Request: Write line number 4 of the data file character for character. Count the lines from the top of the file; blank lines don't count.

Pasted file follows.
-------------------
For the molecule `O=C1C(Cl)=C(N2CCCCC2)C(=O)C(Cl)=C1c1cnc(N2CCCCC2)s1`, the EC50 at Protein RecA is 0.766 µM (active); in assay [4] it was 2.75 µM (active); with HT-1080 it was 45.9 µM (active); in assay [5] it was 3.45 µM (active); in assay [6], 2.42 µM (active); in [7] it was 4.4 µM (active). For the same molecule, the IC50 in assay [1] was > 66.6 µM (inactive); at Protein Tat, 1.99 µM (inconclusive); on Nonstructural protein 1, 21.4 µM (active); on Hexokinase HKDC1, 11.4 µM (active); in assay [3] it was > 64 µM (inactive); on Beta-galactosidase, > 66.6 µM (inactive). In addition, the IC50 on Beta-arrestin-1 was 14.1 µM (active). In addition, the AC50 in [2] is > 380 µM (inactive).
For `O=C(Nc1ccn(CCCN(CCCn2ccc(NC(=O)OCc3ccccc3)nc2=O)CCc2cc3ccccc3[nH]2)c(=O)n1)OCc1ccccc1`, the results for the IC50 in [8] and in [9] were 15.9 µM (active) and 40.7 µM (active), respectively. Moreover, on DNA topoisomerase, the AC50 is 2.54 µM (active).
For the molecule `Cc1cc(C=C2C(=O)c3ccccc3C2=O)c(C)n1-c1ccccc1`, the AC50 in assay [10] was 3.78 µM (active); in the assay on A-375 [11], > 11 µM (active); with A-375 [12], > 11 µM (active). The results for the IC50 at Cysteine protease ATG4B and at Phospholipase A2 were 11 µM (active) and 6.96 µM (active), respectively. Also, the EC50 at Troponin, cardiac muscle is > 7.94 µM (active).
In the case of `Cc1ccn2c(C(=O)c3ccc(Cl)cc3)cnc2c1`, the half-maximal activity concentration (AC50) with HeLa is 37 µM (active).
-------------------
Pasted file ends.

In the case of `Cc1ccn2c(C(=O)c3ccc(Cl)cc3)cnc2c1`, the half-maximal activity concentration (AC50) with HeLa is 37 µM (active).